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dc.contributor.authorPUTAUD JEAN-PHILIPPEen_GB
dc.contributor.authorCAVALLI FABRIZIAen_GB
dc.contributor.authorCRIPPA MONICAen_GB
dc.date.accessioned2018-05-25T00:03:28Z-
dc.date.available2018-05-23en_GB
dc.date.available2018-05-25T00:03:28Z-
dc.date.created2018-05-22en_GB
dc.date.issued2018en_GB
dc.date.submitted2018-02-15en_GB
dc.identifier.isbn978-92-79-80976-7 (online)en_GB
dc.identifier.isbn978-92-79-80977-4 (print)en_GB
dc.identifier.issn1831-9424 (online)en_GB
dc.identifier.issn1018-5593 (print)en_GB
dc.identifier.otherEUR 29147 ENen_GB
dc.identifier.otherOP KJ-NA-29147-EN-N (online)en_GB
dc.identifier.otherOP KJ-NA-29147-EN-C (print)en_GB
dc.identifier.urihttp://publications.jrc.ec.europa.eu/repository/handle/JRC110502-
dc.description.abstractThe concentrations of equivalent black carbon deriving from biomass burning [eBC]bb and fossil fuel combustion [eBC]ff have been estimated based on measurements of the aerosol light attenuation at several wavelengths (from infrared to ultraviolet) performed at the atmospheric observatory of the Joint Research Centre located in Ispra (Northern Italy). The data shows repeated seasonal cycles from 2004 to 2016, which suggests that winter time wood burning for domestic heating is the main biomass burning activity in this area. The [eBC]bb/[eBC]ff ratio has increased on average by +5%/yr over the 2007 – 2016 period. We compared these measurement-derived data with CO2 emissions estimated from EDGAR relative to biomass burning for domestic heating and fossil fuel combustion for transport (Diesel) and residential heating (coal + oil) in the 0.4°x0.4° area centred on Ispra. The data shows an increase in CO2 emissions from biomass burning compared to fossil fuel combustion from 2004 to 2008, and a rather constant ratio since then. There is no obvious correlation between the concentrations of [eBC] and the statistics on CO2 emissions from biofuel and fossil fuel combustion over the studied period. The impact of the economic crisis of 2009 on the use of biofuels for domestic heating cannot be rigorously demonstrated, neither from the measurement data nor from the emission inventory.en_GB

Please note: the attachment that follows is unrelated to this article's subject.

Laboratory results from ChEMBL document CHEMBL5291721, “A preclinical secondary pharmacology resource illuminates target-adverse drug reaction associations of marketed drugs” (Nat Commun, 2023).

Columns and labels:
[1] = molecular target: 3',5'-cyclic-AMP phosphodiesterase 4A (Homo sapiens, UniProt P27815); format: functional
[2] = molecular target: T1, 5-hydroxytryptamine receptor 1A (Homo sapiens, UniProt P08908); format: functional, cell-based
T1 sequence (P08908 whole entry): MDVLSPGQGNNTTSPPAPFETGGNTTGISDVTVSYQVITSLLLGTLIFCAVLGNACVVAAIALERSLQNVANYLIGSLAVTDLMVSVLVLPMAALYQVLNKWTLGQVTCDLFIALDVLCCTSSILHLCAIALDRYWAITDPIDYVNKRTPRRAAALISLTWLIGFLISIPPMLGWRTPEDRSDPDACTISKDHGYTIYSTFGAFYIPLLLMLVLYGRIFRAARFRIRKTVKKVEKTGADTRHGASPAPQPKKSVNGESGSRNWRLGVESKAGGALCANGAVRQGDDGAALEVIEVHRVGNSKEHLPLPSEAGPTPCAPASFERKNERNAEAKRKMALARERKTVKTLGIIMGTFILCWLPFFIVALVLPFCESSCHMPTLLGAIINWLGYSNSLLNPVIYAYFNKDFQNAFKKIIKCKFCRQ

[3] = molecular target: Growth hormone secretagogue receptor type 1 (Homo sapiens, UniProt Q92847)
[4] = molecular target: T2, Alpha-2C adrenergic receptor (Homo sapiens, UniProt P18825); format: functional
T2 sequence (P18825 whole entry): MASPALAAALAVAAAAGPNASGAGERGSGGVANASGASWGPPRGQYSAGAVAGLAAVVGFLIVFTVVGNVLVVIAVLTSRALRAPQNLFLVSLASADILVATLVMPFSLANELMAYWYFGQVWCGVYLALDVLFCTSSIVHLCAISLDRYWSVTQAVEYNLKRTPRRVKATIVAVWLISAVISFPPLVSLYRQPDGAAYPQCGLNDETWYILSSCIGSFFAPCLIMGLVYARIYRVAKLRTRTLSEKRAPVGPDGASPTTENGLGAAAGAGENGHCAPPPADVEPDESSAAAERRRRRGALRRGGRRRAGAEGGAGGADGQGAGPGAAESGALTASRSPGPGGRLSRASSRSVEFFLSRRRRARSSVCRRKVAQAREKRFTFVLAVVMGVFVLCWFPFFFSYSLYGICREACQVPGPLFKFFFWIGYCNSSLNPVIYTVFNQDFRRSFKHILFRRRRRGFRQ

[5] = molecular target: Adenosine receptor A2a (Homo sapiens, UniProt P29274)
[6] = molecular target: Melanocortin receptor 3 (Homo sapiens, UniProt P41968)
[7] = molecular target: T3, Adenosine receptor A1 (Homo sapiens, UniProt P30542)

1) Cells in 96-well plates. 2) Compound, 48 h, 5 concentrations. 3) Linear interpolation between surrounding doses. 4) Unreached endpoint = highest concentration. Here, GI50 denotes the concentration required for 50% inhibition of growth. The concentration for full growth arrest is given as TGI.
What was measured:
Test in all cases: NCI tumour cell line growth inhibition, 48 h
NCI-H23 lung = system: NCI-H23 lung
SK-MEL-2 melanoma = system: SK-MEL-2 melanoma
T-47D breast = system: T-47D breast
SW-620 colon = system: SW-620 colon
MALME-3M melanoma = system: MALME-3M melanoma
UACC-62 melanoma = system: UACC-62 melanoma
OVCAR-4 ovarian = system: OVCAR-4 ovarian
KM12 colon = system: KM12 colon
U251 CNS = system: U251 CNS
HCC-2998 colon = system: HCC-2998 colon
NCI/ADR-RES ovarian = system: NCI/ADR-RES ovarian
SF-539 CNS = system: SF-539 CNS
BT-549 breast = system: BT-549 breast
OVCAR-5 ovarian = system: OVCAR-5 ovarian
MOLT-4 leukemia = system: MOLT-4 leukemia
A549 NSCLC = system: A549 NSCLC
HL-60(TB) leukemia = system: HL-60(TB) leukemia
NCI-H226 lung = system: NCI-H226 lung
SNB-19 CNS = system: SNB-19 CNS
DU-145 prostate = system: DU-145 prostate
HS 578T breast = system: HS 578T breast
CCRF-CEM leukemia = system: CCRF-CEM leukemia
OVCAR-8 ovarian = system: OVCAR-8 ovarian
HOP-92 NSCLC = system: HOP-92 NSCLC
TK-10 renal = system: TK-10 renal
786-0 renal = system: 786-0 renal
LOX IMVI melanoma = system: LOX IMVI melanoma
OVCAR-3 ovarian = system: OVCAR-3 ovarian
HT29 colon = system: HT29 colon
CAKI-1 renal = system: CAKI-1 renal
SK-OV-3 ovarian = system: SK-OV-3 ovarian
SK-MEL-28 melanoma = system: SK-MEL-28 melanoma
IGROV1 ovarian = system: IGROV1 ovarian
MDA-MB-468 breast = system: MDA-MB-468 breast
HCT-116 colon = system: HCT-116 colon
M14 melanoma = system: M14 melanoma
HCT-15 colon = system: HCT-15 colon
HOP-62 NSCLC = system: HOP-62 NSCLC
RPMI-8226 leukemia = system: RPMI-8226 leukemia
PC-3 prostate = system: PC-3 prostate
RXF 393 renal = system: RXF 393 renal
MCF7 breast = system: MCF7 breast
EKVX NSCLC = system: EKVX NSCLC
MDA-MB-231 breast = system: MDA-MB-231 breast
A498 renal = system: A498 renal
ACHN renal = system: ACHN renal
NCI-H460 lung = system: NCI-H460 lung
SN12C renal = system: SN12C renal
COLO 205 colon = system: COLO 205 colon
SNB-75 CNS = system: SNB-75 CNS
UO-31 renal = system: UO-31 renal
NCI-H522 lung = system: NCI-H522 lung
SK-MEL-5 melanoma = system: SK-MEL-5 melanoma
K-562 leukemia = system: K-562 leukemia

dc.description.sponsorshipJRC.C.5-Air and Climateen_GB
dc.format.mediumOnlineen_GB
dc.languageENGen_GB
dc.publisherPublications Office of the European Unionen_GB
dc.relation.ispartofseriesJRC110502en_GB
dc.titleLong-term trends in black carbon from biomass and fossil fuel combustion detected at the JRC atmospheric observatory in Ispraen_GB
dc.typeEUR - Scientific and Technical Research Reportsen_GB
dc.identifier.doi10.2760/5944 (online)en_GB
dc.identifier.doi10.2760/504668 (print)en_GB
JRC Directorate:Energy, Transport and Climate

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